The five roundels of the Caodong School possess the internal logic of the ‘Yijing’ - whilst further representing the methodology of the Huayan Sutra. The ‘noumena’ is identical with ‘yang’ whilst ‘phenomena’ is equated with ‘yin’ - as the two systems interlock perfectly and appear to reinforce the general thinking that underlies the structure of the Huayan Sutra. Furthermore, the ‘noumena’ is also equated with the ‘Host’ (or ‘real’) position of Ch’an – whilst the ‘phenomena’ is identified with the ‘Guest’ (or ‘seeming’ position), etc. The yin-yang concept represents a permanent interaction of ‘shade’ and ‘non-shade’ - just as the Huayan Sutra advocates the permanent interaction of the ‘noumena’ and the ‘phenomena’. There is a perfect ‘integrating’ of the ideology of the ‘Indian’ (Sanskrit) Huayan Sutra – and the Chinese yin-yang system as used by the ‘Chinese’ Ch’an School. I am of the opinion that the Huayan Sutra motivated the Caodong Masters to ‘pull’ together Ch’an methodology with the yin-yang concept and ‘Yijing’ symbology – as well as Confucian and Daoist roundel technology. The five roundels represent the gradual ‘clearing’ of a practitioner’s insight as their Ch’an training progresses clearing the delusion from the mind. Initially, the ‘host’(noumena) is ‘hidden’ within the ‘guest’ (phenomena) and cannot be readily perceived even though there is a ‘sense’ that it is out there somewhere (this is the first position)! As training progresses it is understood that the ‘guest’ is ensconced within the ‘host’ (this is the second position). With further (sustained) training there is the sudden ‘resurgence’ of the ‘host’ or ‘real’ (‘noumena’) position where the mind is permanently ‘stilled’ (represented by the third position). This is often termed the (relative) ‘enlightenment’ of the Hinayana.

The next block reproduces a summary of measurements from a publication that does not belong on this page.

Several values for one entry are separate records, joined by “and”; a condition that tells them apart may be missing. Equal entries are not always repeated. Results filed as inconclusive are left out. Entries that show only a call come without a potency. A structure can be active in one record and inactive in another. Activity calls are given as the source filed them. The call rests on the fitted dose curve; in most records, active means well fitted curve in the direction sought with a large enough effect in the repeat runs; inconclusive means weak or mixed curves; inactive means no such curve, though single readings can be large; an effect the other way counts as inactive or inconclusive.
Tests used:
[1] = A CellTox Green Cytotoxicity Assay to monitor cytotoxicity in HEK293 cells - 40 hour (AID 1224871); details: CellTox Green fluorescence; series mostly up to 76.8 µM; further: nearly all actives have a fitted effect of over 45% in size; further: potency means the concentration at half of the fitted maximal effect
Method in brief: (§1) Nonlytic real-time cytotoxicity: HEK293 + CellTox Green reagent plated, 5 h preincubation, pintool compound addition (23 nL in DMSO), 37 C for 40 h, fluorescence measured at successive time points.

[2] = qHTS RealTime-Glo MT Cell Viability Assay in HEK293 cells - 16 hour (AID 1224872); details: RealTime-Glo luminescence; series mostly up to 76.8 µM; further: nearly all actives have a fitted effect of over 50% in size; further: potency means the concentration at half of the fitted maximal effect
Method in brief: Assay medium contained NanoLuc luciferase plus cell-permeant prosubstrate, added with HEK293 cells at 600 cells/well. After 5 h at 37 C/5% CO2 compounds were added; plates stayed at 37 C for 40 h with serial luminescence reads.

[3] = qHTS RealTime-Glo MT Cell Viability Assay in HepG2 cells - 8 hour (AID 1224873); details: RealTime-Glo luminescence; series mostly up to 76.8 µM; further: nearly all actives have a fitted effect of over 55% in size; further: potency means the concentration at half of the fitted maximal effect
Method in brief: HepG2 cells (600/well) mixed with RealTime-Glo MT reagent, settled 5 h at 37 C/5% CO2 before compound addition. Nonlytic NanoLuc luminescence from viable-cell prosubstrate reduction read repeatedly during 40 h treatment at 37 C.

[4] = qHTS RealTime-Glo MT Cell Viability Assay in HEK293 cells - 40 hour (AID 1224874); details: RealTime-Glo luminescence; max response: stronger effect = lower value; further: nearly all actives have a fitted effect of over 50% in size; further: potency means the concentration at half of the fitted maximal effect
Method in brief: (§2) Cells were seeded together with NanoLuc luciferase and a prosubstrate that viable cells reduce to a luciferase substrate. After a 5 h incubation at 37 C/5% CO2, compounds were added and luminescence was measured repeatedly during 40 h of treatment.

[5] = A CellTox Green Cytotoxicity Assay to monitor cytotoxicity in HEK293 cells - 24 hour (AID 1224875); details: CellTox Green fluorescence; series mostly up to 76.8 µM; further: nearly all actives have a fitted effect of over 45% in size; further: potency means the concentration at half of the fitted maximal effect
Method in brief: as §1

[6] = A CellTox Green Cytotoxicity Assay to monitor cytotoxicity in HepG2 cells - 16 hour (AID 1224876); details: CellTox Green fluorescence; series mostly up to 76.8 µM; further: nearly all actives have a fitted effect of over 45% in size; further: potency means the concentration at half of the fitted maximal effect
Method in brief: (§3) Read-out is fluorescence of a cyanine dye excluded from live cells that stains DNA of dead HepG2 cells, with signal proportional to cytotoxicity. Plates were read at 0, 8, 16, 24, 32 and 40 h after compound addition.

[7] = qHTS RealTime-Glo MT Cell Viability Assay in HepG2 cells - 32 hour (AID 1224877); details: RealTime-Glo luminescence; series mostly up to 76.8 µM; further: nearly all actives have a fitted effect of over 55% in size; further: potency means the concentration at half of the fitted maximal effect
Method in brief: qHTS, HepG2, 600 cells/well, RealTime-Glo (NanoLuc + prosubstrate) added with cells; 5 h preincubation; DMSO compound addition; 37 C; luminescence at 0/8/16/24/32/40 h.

With further training, the mind’s perception ‘expands’ so that the ‘noumena’ (void) and ‘phenomena’ (form) stand in a balanced opposition to one another. This demonstrates the subtle delusion of duality which still persists and this is why the Caodong Masters explain this fourth position as ‘not one’. When this last subtle barrier is dissolved – then the fifth position of ‘full enlightenment’ is achieved which the Caodong Masters describe as ‘not two’. Within Huayan Sutra thinking – this represents the perfect integration of the ‘noumena’ and the ‘phenomena’ - whereby all of the material objects in the world exist in their proper place and without hindrance or limitation of expression and functionality. From the Ch’an position, the advice is usually to be ‘neither attached to the void nor hindered by phenomena’. Once the Ch’an practitioner fully understands the ‘noumena’ and the phenomena’ - then all that remains is for the individual concerned to simply ‘adjust himself to circumstance’ whilst acting in the best interests of all living beings. This means that the ‘frequency’ of the phenomenal world one happens to exist within is fully understood and the path of least resistance is taken – unless, of course, injustice is such that a Ch’an Master is called upon to act in the best interests of humanity. Noumena and phenomena represent a totality of reality – an ebb and flow in innate and functional energy within which the mind and body manifests. If we sit and meditate ‘like an iron mountain’ here and now – then human insight will fully perceive this reality and dissolve all the delusional barriers that usually prevent this direct perception. Just as a single hexagram of the ‘yijing’ contains the essence of the other sixty-three hexagrams – one of the five Caodong roundels contains the essence of the other four. This recognition of multidimensional functionality is exactly how the Huayan Sutra has influenced the Chinese Ch’an School.